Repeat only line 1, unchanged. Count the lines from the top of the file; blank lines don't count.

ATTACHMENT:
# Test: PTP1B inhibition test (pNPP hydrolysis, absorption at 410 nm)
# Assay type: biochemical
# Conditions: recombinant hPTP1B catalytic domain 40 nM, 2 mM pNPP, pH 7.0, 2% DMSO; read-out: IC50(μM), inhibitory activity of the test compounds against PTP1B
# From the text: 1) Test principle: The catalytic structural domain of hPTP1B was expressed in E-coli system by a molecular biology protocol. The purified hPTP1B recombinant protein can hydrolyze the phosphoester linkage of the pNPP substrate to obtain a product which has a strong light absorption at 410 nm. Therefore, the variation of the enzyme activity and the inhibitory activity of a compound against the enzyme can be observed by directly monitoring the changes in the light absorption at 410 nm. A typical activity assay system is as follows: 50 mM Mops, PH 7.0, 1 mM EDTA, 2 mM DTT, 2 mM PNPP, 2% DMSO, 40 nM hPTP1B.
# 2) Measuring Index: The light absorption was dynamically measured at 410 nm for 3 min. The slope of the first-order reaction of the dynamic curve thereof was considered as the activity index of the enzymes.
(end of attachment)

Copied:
# Test: PTP1B inhibition test (pNPP hydrolysis, absorption at 410 nm)